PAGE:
“When people are saying it’s going to raise costs, that’s fearmongering,” said Russell Unger, co-leader of RMI’s Building Electrification Initiative. “In most of the country, costs are lower [for all-electric buildings].”
Jonlin, the Seattle official, said heat pumps are slightly more expensive to install in new buildings that don’t have air conditioning, but not enough to affect the city’s construction market. Utility bills are roughly equivalent, he said, but expected to favor electric buildings in the long term.
“Over time, it becomes more economical to heat with a heat pump,” he said. “And it’s dramatically less expensive to take new construction and do it the way we need to meet environmental goals now, instead of building it the wrong way and go through the expense of converting it in some future decade.”
Readying the Grid
Another point of contention is the increase in electricity production and transmission that will be needed to heat homes from the grid rather than natural gas pipelines.
“The electrical grid as it’s built right now can’t handle that degree of added demand,” said Jake Rubin, a spokesperson for the American Gas Association. “It’s going to cost billions of dollars to build out our electrical system to handle those new customers.”
Climate advocates say that demand will be added gradually, at the same time as utilities are already making plans to expand their renewable energy production. They acknowledge that banning natural gas will be an effective climate policy only if the ramp-up in electricity production is fueled by clean sources.
“We can’t wait to convert buildings until the [electricity] generation, transmission and storage infrastructure is sufficient to meet the demand, and we can’t convert all the buildings without improving that infrastructure,” said Kavanagh, the New York legislator. “They have to go together.”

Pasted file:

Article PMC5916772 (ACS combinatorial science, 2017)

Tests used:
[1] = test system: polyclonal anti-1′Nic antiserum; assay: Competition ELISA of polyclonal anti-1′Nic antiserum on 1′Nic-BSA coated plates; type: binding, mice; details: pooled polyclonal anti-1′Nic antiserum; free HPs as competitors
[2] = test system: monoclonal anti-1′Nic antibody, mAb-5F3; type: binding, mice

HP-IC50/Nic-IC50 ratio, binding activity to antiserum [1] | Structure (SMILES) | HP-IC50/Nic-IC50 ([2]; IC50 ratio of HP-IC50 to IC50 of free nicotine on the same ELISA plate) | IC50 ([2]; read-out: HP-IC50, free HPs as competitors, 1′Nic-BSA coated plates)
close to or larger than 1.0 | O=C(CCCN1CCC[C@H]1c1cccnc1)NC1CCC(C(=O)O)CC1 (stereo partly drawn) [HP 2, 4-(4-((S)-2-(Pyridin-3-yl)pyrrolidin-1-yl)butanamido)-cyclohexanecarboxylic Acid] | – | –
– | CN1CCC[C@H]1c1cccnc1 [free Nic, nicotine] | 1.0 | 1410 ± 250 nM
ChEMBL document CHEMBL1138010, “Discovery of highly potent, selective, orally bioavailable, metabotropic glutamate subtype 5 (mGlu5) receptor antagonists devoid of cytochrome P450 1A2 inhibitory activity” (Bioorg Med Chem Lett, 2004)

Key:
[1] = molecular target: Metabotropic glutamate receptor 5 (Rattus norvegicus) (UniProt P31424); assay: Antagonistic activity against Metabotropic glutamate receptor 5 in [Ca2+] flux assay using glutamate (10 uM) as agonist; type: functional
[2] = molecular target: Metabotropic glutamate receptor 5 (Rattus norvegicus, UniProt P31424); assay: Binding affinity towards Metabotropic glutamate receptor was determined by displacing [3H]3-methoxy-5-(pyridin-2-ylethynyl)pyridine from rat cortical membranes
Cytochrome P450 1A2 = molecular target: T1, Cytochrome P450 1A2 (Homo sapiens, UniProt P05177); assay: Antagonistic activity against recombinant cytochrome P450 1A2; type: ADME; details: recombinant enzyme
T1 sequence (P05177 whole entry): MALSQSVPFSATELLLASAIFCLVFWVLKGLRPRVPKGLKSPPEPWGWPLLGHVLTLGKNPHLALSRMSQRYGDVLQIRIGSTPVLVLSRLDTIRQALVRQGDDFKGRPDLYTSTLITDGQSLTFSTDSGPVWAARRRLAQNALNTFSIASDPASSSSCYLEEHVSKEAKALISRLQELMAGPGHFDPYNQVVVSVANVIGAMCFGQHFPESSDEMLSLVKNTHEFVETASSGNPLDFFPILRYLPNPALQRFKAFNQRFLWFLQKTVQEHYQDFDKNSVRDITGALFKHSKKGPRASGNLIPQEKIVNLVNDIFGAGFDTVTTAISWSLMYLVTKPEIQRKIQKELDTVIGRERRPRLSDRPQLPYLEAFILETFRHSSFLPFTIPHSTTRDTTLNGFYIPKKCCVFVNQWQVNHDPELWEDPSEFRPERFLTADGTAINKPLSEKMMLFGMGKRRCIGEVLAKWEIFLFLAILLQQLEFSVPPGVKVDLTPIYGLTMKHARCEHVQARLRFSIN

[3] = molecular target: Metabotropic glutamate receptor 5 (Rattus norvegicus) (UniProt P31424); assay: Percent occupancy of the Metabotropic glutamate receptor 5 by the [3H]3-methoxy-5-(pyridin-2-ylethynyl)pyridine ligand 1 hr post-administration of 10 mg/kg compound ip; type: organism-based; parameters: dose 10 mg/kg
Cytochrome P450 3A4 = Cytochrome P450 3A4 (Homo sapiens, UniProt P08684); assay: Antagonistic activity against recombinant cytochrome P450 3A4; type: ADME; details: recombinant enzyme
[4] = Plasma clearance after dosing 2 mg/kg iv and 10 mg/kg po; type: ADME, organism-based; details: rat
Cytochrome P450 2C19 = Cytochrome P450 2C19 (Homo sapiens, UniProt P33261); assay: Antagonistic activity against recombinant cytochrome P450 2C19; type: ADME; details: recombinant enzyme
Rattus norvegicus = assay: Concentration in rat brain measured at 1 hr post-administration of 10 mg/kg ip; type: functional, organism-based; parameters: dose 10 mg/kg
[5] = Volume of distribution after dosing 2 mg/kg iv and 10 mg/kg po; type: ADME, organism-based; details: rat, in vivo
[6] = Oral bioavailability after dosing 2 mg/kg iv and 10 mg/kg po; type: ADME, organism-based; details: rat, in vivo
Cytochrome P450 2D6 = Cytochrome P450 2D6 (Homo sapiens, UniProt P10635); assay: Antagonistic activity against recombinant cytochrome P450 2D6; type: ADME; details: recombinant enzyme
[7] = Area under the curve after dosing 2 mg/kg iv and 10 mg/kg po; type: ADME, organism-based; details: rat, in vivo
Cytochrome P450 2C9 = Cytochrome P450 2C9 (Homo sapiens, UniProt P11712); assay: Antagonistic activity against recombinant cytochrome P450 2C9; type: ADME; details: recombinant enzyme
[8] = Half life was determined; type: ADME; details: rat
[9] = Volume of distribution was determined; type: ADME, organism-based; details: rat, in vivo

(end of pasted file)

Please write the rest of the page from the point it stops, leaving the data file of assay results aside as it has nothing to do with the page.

Gas defenders also say electrified buildings will leave people unable to heat their homes during extended power outages. But few gas-powered buildings can operate under those conditions either, said Andrew McAllister, a commissioner with the California Energy Commission.
“That’s a red herring,” he said. “Most furnaces aren’t going to work without power. They have a fan, they have controls.”
Buildings are responsible for about a quarter of California’s emissions, McAllister said, with half of that total coming from on-site combustion such as natural gas heating. The other half comes from the energy used to generate the electricity to power those buildings. His agency has issued building codes giving new construction an “energy budget” that is difficult to meet with natural gas, pushing a switch to heat pumps.
“The equipment managers and the labor community think they’re up to the task,” he said. “Having it in the building code will open up the marketplace quickly.”